The **dense topology** is a Grothendieck topology $J_d$ on a small category $\mathcal{C}$ whose sieves generalize the idea of a ‘downward dense’ poset. The corresponding sheaf topos $Sh(\mathcal{C},J_d)$ yields the double negation subtopos of the presheaf topos on $\mathcal{C}$.

The dense topology is important for sheaf-theoretic approaches to forcing in set theory (cf. continuum hypothesis).

There is also a closely related but more general concept of a *dense* Lawvere-Tierney topology which is discussed at dense subtopos.

Let $\mathcal{C}$ be a category. The *dense topology* $J_d$ is the Grothendieck topology with collections of sieves $J_d(Y)$ of the form:

A sieve $S$ is in $J_d(Y)$ iff for all $f:X\to Y$ there exists a $g:Z\to X$ such that $f\circ g:Z\to Y$ is in $S$.

Recall that a category $\mathcal{C}$ satisfies the Ore condition if every diagram $X\rightarrow W\leftarrow Y$ can be completed to a commutative square. In this case the dense topology has a simpler description as the collection of all nonempty sieves and is called the atomic topology $J_{at}$ on $\mathcal{C}$ :

Let $\mathcal{C}$ be a category satisfying the Ore condition. Then the dense topology $J_d$ coincides with the atomic topology $J_{at}$.

For the (easy) argument see at atomic site. One direction relies on the following straight forward

If $S\in J_d$ then $S\neq \emptyset$ . $\qed$

Note that the coincidence with the atomic topology on categories satisfying the Ore condition affords for the sheaves of $J_d$ the following simple description in such cases:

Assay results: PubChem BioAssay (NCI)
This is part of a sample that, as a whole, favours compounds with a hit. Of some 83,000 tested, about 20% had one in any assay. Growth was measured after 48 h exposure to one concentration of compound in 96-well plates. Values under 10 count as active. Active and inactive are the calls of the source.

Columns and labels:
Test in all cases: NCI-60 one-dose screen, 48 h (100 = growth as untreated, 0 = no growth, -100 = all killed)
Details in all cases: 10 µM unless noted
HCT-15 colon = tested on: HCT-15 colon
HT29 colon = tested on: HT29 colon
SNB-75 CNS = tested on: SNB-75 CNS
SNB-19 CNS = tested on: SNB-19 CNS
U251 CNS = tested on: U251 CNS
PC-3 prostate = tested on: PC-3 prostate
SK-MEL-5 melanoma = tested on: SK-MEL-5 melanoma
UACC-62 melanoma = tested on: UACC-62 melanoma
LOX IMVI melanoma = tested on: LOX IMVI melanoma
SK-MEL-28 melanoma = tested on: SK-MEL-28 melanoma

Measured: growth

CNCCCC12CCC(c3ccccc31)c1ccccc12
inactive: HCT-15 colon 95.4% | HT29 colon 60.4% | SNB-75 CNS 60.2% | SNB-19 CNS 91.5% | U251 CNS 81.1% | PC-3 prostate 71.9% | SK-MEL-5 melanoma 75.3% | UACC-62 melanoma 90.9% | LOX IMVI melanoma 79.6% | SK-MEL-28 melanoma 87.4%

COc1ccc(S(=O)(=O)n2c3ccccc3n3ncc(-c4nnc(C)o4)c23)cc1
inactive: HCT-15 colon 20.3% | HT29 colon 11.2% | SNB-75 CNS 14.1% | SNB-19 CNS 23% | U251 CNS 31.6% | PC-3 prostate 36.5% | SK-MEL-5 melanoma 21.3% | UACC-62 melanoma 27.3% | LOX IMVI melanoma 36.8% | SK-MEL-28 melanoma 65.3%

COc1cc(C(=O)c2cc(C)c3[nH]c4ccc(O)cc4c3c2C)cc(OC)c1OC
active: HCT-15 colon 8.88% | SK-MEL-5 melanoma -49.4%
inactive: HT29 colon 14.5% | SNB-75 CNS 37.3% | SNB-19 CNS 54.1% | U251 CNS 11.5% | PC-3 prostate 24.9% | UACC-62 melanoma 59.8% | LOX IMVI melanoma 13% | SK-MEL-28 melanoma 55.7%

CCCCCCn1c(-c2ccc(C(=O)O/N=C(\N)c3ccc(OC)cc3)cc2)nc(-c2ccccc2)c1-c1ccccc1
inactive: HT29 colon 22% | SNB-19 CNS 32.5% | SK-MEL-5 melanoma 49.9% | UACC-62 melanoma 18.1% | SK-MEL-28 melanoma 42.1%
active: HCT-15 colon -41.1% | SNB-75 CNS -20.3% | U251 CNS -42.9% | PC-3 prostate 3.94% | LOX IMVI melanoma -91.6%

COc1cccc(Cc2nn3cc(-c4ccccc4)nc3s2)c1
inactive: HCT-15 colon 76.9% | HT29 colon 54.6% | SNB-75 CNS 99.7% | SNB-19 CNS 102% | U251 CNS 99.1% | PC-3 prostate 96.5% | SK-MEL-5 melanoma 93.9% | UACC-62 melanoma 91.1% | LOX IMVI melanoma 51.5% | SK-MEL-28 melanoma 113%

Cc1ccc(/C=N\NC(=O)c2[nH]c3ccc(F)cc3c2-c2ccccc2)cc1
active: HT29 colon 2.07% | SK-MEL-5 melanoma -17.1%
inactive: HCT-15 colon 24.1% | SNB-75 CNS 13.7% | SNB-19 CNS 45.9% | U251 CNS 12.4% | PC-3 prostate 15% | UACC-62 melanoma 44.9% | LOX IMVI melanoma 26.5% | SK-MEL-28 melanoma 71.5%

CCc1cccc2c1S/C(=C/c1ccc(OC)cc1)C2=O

Let $(\mathcal{C}, J_{d})$ be a site such that $\mathcal{C}$ satisfies the Ore condition. A presheaf $P\in Set^{\mathcal{C}^{op}}$ is a sheaf for $J_{d}$ iff for any morphism $f:D\to C$ and any $y\in P(D)$ , if $P(g)(y)=P(h)(y)$ for all diagrams

$E\overset{g}{\underset{h}{\rightrightarrows}} D\overset{f}{\to} C$

with $f\cdot g=f\cdot h$ , then $y=P(f)(x)$ for a unique $x\in P(C)$.

For the proof see Mac Lane-Moerdijk (1994, pp.126f).

It is possible to define the atomic topology $J_{at}$ on arbitrary categories $\mathcal{C}$ as the smallest topology containing all non-empty sieves. Then observation implies that $J_d\subseteq J_{at}$, and accordingly, $Sh(\mathcal{C},J_{at})\subseteq Sh(\mathcal{C},J_d)$ . But $J_d=J_{at}$ precisely if $\mathcal{C}$ satisfies the Ore condition (for details see at atomic site).

The next result warrants the importance of the dense topology:

Assuming the law of excluded middle, for every small category $\mathcal{C}$, the Lawvere-Tierney topology on the presheaf topos $Set^{\mathcal{C}^{op}}$ corresponding to the dense topology on $\mathcal{C}$ is the double negation topology $\neg\neg$ on $Set^{\mathcal{C}^{op}}$ . In other words, $Sh(\mathcal{C},J_d)\simeq Sh_{\neg\neg}(Set^{\mathcal{C}^{op}})$ .

This appears as (MacLaneMoerdijk, corollary VI.1.5).

In particular, the Lawvere-Tierney topology corresponding to the dense topology is dense as a Lawvere-Tierney topology!

- Saunders Mac Lane, Ieke Moerdijk,
*Sheaves in Geometry and Logic*, Springer Heidelberg 1994. (pp.115, 273)

Last revised on January 23, 2023 at 10:58:21. See the history of this page for a list of all contributions to it.